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One Month Until the Japanese Olympic Marathon Trials

It's one month to go until what's bound to be the best marathon of 2019, Japan's 2020 Tokyo Olympics marathon trials, the Sept. 15 Marathon Grand Championship Race. Up to now Japan has typically picked its Olympic and World Championships marathon teams based on performances in a series of specific races, primarily the Fukuoka International Marathon, Tokyo Marathon and Lake Biwa Marathon for men, and the Saitama International Marathon, Osaka International Women's Marathon and Nagoya Women's Marathon for women. This time around they're going with a U.S.-style one-shot trials race, the MGC Race.

People had a nearly two-year window from August, 2017 to April this year to hit tough standards to qualify. Only 34 men and 15 women made it, and after withdrawals for the Doha World Championships the MGC Race's final entry list is just 31 men and 12 women. Swedish Athletics Federation official Lorenzo Nesi called it "the most difficult marathon race ever to qualify for." And making the Olympic team in that race is going to be even harder.

The first 2 finishers in the men's and women's races will secure their places on the 2020 Olympic marathon team. The 3rd placer will be provisionally on the team, with the 4th and 5th placers provisional alternates. Provisional in that other athletes have the chance to steal the third place on the Olympic team by running 2:05:49 or 2:22:22 in one of the 6 big domestic races named above during the winter 2019-20 season. If someone pulls it off, the 3rd-place finisher at the MGC Race will get bumped down to alternate alongside the 4th placer, while the 5th-placer will get a handshake and pat on the back as they're shown the door.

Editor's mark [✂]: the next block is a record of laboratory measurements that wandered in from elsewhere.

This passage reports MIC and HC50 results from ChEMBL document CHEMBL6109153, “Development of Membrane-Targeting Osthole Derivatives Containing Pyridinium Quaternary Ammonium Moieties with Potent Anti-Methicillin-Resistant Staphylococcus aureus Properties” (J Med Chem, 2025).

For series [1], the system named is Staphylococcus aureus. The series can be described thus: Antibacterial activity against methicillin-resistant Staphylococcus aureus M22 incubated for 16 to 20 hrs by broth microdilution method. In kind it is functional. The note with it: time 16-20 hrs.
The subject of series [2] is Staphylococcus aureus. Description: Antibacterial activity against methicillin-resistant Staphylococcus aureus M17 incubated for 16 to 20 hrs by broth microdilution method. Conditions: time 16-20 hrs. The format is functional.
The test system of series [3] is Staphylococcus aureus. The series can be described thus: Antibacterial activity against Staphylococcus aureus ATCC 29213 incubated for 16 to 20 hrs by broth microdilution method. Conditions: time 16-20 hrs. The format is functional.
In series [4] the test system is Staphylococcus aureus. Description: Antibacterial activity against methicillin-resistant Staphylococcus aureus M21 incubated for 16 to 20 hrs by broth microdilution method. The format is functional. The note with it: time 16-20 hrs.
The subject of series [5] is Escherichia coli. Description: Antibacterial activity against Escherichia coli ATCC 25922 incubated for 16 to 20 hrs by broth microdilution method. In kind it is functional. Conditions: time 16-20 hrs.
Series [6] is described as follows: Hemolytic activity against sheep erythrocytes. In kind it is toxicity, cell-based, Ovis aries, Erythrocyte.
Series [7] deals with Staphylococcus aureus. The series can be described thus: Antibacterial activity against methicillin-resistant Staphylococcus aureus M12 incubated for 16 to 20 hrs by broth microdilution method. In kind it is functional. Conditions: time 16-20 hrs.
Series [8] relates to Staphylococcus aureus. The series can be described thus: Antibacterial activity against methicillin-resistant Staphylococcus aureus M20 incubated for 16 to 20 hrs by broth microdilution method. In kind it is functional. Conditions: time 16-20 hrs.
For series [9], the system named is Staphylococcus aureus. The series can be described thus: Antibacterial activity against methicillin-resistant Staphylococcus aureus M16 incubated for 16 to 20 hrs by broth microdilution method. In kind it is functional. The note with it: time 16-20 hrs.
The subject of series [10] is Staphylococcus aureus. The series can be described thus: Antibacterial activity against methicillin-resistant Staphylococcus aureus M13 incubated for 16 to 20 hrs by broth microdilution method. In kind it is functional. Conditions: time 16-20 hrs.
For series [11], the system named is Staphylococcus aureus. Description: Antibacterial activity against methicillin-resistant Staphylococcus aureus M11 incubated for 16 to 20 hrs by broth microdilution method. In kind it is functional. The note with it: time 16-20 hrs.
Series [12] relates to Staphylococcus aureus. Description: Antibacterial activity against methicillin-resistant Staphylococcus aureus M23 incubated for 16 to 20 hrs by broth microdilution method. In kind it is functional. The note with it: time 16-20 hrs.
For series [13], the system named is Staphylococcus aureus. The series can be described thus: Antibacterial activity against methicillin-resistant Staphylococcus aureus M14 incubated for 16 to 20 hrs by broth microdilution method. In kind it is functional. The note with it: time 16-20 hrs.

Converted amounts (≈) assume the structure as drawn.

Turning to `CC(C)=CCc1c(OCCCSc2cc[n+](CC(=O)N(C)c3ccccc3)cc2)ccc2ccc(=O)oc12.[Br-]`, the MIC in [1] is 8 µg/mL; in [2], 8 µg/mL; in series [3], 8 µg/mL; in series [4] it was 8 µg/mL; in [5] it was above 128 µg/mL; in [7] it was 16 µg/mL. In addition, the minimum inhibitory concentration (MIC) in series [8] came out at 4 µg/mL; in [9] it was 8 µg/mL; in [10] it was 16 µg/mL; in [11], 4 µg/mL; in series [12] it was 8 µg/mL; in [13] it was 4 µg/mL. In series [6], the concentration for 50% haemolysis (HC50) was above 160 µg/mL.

Those times are 1 second faster than the fastest anyone ran during the MGC qualifying window. For men that would mean a new national record, which is pretty much not going to happen, so, barring injury, you can expect the top 3 at the MGC Race to be on the line in Tokyo next summer. For women  though it's not unreasonable to think someone could hit that kind of time considering that 8 have done it before including 2 in the MGC field. Over the next 3 weeks JRN will introduce you to the 43 athletes set to run that field, 2 per day, who they are, what they've done, and how they look heading into the race.

Looking at them en masse to start with, it's overwhelmingly a younger set. 22 of the 31 men and 10 of the 12 women are under age 30. 18 of the 31 men are between age 25 and 28, with exactly the same proportion, 7 of 12 women, between age 22 and 25. Considering that 28 of the 31 men graduated from university while only 2 of the 12 women did, you can see that most of the men in the race were in university when Tokyo won its bid for the 2020 Olympics while most of the women were in high school, and that they're all hitting this 4 to 6 years after graduating.

Looking at entrants' PBs for the 4 main distances, there are 2 main groups of men for 5000 m, one of 10 from 13:30~13:40 and another of 9 at 13:50~14:00. For 10000 m the distribution is pretty even across the spectrum, with the 2 biggest groups coming at 28:15~28:30 with 6 men and 28:30~28:45 with 7. At the half marathon level they are overwhelmingly in the 1:01:30~1:02:30 range. In the marathon 2:09 is the most common PB with 9 men at that level, 6 coming in just below at 2:08 and another 8 at the 2:10 level.

For women the biggest concentrations of entrants for 5000 m are in the 15:20~15:30 and 15:30~15:40 ranges with 4 each. The 10000 m distribution is a little less even than for men, but the biggest group, again with 4 qualifiers, is at the level of 32:00~32:15. In the half marathon, 4 women have bests in the 1:09:00~1:09:30 range, while in the marathon the biggest groupings are at the 2:22 level, with 3 entrants, and the 2:23 level, with 4.

The outliers at the slow ends of the women's half marathon and marathon PB ranges are both Japan Post runners who transitioned straight from the track to the marathon, Hanami Sekine, yet to run a serious half marathon, and Ayuko Suzuki, winning her debut at last summer's hot and humid Hokkaido Marathon in only 2:28:32. Considering their times for other distances, 2:23:07 for the marathon for Sekine and 1:07:55 for the half marathon for Suzuki after her Hokkaido win, it's pretty clear that these really are outliers and that you can expect them to deliver times more in line with the rest of the field whenever they get the chance.